Flu vaccination

Flu is a serious condition that kills thousands and hospitalizes thousands more in England each year. The flu vaccination is the best protection for you and those around you which is why it is offered for free for those most at risk.

Flu and coronavirus

Adults at high risk from flu are also most at risk from coronavirus and the free vaccine is more important than ever, to help protect the nation from a double threat this winter.

That’s why this year, the free flu vaccine is being offered to a record number of people to help protect as many as possible from flu and ease pressure on the NHS and urgent care services.

This animation explains more about flu and how getting the vaccination can help to protect you and those around you. With the help of local volunteers we have recorded the animation in 12 of the languages spoken in our community.

In this video, Shiren from the Bristol Muslim Strategic Leadership Group meets with Ade, from Bedminster Pharmacy, to discuss the importance of the flu jab for different communities.  Topics of conversation include whether the flu jab is halal, how to get it, and whether it is effective.

Below are links to the flu video’s script in a range of community languages to share with others.

How to get the flu vaccine

Ask your pharmacist or GP if you’re eligible for a free flu vaccine. If your child is at school and aged 4-11-year-old make sure you sign and return the consent form.

Changes have been made to make sure it’s safe for you to have the flu vaccine at GP surgeries and pharmacies. These changes include social distancing, hand washing and wearing protective equipment.

Adult flu vaccine

The flu vaccine is given to people who:

  • are 65 and over (including those who’ll be 65 by 31 March 2021)
  • have certain health conditions
  • are pregnant
  • are in a long-stay residential care
  • receive a carer’s allowance, or are the main carer for an older or disabled person who may be at risk if you get sick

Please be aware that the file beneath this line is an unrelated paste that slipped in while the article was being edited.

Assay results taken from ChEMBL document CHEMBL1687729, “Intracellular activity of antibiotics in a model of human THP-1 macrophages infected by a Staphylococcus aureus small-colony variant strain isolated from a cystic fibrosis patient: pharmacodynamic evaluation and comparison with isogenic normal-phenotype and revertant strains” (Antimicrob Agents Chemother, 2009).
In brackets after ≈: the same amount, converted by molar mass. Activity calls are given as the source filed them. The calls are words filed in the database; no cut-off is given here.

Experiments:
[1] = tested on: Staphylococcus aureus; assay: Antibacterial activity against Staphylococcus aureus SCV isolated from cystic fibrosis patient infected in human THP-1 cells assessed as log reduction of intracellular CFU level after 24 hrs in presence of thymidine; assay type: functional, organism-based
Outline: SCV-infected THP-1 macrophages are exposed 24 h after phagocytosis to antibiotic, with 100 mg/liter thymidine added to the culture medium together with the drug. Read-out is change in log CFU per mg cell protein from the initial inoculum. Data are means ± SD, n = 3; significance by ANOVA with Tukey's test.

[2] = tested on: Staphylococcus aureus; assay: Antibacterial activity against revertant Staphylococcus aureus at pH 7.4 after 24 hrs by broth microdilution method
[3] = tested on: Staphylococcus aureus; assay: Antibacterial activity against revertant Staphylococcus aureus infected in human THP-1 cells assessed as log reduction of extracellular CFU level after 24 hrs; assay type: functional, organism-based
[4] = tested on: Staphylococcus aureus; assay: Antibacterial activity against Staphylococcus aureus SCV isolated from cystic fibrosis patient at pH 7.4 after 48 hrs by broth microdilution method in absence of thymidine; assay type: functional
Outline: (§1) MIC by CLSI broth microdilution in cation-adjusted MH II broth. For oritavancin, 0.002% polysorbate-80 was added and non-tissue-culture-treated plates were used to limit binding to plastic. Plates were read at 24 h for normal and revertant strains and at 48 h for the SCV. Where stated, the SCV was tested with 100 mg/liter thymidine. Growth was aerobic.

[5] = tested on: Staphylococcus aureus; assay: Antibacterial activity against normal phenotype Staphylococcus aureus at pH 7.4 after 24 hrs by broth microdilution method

• live with someone who’s at high risk from coronavirus (on the NHS shielded patient list)
    frontline health or social care workers

If you’re aged 50 to 64 and have a health condition that means you’re more at risk from flu, you should get your flu vaccine as soon as possible. Other 50 to 64 year-olds will be contacted about a flu vaccine later.

More information about the flu vaccine 

Easy-read information about the flu vaccine 

Information about the flu vaccine in multiple languages 

Children’s flu vaccine

The children’s flu vaccine is safe and effective. It’s offered every year as a nasal spray to children to help protect them against flu.

The nasal spray flu vaccine is free on the NHS for:

  • children aged 2 or 3 years on 31 August 2020 – born between 1 September 2016 and 31 August 2018
  • all primary school children (reception to year 6)
  • all year 7 in secondary school
  • children aged 2 to 17 years with long-term health conditions

If your child is aged between 6 months and 2 years and is in a high-risk group for flu, they’ll be offered a flu vaccine injection instead of the nasal spray.

This is because the nasal spray is not licensed for children under 2 years.

Children aged 2 to 17 years may also have the flu vaccine injection if the nasal spray vaccine is not suitable for them.

More information about the children’s flu vaccine 

Information about the children’s flu vaccine in multiple languages 

Myth-busting with The Misfits

Just don’t let anything stop you!

On behalf of the NHS, Misfits Theatre Company tackles the misinformation surrounding the flu vaccination head on and urges people with learning disabilities and their carers (family member or support worker) to not delay, and get their free flu vaccine today.  This is the Misfits’ latest video.